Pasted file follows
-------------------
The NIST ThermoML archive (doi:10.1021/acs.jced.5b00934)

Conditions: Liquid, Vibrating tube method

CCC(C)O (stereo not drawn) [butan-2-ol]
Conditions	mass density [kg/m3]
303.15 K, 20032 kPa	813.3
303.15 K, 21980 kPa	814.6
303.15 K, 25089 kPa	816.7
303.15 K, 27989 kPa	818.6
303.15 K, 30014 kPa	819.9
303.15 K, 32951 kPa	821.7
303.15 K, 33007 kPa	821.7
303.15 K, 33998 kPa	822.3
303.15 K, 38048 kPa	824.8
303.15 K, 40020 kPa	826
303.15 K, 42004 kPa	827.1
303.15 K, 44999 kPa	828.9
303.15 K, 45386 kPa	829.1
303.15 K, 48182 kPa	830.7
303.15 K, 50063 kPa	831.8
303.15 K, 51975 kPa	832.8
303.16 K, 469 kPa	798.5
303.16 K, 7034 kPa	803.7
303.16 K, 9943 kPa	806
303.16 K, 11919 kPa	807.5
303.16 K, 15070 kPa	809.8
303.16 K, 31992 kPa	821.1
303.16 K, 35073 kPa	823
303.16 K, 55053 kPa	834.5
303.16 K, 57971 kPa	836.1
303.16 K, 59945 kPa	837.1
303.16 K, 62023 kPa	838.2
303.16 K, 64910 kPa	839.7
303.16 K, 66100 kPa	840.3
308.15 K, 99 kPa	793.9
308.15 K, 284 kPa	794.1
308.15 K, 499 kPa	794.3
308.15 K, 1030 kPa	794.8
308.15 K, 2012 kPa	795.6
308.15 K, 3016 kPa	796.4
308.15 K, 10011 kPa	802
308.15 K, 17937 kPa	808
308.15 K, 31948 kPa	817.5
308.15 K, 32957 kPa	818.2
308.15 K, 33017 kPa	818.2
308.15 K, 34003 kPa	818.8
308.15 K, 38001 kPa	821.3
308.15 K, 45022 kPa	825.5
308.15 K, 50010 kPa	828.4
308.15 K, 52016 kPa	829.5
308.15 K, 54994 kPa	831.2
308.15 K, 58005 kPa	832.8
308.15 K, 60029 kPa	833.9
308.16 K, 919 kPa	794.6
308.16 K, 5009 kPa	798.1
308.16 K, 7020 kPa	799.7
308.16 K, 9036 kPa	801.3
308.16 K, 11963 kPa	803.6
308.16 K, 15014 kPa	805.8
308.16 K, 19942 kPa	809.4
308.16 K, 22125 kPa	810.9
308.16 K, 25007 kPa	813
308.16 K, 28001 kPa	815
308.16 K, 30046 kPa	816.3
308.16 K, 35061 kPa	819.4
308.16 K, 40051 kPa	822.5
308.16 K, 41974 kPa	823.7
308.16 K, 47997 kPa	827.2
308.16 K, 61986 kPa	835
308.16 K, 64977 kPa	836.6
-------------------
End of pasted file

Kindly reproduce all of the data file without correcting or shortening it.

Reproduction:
The NIST ThermoML archive (doi:10.1021/acs.jced.5b00934)

Conditions: Liquid, Vibrating tube method

CCC(C)O (stereo not drawn) [butan-2-ol]
Conditions	mass density [kg/m3]
303.15 K, 20032 kPa	813.3
303.15 K, 21980 kPa	814.6
303.15 K, 25089 kPa	816.7
303.15 K, 27989 kPa	818.6
303.15 K, 30014 kPa	819.9
303.15 K, 32951 kPa	821.7
303.15 K, 33007 kPa	821.7
303.15 K, 33998 kPa	822.3
303.15 K, 38048 kPa	824.8
303.15 K, 40020 kPa	826
303.15 K, 42004 kPa	827.1
303.15 K, 44999 kPa	828.9
303.15 K, 45386 kPa	829.1
303.15 K, 48182 kPa	830.7
303.15 K, 50063 kPa	831.8
303.15 K, 51975 kPa	832.8
303.16 K, 469 kPa	798.5
303.16 K, 7034 kPa	803.7
303.16 K, 9943 kPa	806
303.16 K, 11919 kPa	807.5
303.16 K, 15070 kPa	809.8
303.16 K, 31992 kPa	821.1
303.16 K, 35073 kPa	823
303.16 K, 55053 kPa	834.5
303.16 K, 57971 kPa	836.1
303.16 K, 59945 kPa	837.1
303.16 K, 62023 kPa	838.2
303.16 K, 64910 kPa	839.7
303.16 K, 66100 kPa	840.3
308.15 K, 99 kPa	793.9
308.15 K, 284 kPa	794.1
308.15 K, 499 kPa	794.3
308.15 K, 1030 kPa	794.8
308.15 K, 2012 kPa	795.6
308.15 K, 3016 kPa	796.4
308.15 K, 10011 kPa	802
308.15 K, 17937 kPa	808
308.15 K, 31948 kPa	817.5
308.15 K, 32957 kPa	818.2
308.15 K, 33017 kPa	818.2
308.15 K, 34003 kPa	818.8
308.15 K, 38001 kPa	821.3
308.15 K, 45022 kPa	825.5
308.15 K, 50010 kPa	828.4
308.15 K, 52016 kPa	829.5
308.15 K, 54994 kPa	831.2
308.15 K, 58005 kPa	832.8
308.15 K, 60029 kPa	833.9
308.16 K, 919 kPa	794.6
308.16 K, 5009 kPa	798.1
308.16 K, 7020 kPa	799.7
308.16 K, 9036 kPa	801.3
308.16 K, 11963 kPa	803.6
308.16 K, 15014 kPa	805.8
308.16 K, 19942 kPa	809.4
308.16 K, 22125 kPa	810.9
308.16 K, 25007 kPa	813
308.16 K, 28001 kPa	815
308.16 K, 30046 kPa	816.3
308.16 K, 35061 kPa	819.4
308.16 K, 40051 kPa	822.5
308.16 K, 41974 kPa	823.7
308.16 K, 47997 kPa	827.2
308.16 K, 61986 kPa	835
308.16 K, 64977 kPa	836.6